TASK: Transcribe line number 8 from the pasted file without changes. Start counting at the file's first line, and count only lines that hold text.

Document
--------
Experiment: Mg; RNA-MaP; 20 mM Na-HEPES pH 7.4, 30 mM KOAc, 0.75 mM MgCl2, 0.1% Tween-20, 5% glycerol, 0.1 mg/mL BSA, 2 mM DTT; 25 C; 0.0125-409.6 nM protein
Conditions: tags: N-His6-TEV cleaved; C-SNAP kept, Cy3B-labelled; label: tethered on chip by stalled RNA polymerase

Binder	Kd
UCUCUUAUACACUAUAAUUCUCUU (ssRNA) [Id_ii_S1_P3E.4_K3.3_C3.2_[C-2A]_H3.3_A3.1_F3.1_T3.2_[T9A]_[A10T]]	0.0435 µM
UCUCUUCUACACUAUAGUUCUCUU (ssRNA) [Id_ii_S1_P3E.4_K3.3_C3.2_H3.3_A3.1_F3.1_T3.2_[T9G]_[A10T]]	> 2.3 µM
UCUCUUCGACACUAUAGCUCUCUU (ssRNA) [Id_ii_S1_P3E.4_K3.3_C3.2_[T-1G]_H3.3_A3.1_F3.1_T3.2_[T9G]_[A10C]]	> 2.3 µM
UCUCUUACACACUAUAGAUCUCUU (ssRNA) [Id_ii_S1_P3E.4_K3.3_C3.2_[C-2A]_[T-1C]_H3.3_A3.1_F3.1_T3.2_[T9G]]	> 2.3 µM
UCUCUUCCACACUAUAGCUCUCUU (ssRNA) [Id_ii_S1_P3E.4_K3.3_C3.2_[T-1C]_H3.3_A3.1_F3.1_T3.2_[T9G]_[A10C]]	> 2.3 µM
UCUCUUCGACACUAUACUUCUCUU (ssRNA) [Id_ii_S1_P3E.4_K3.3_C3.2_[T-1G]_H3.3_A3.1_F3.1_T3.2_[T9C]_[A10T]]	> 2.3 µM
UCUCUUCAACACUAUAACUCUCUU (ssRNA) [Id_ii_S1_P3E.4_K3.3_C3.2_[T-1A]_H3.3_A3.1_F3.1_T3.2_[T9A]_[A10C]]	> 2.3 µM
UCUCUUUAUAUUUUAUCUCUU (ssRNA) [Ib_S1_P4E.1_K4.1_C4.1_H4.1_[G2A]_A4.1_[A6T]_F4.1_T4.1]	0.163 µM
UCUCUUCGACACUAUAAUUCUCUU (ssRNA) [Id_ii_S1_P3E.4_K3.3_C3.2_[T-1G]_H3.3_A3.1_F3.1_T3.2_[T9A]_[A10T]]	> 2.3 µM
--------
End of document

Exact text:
UCUCUUCCACACUAUAGCUCUCUU (ssRNA) [Id_ii_S1_P3E.4_K3.3_C3.2_[T-1C]_H3.3_A3.1_F3.1_T3.2_[T9G]_[A10C]]	> 2.3 µM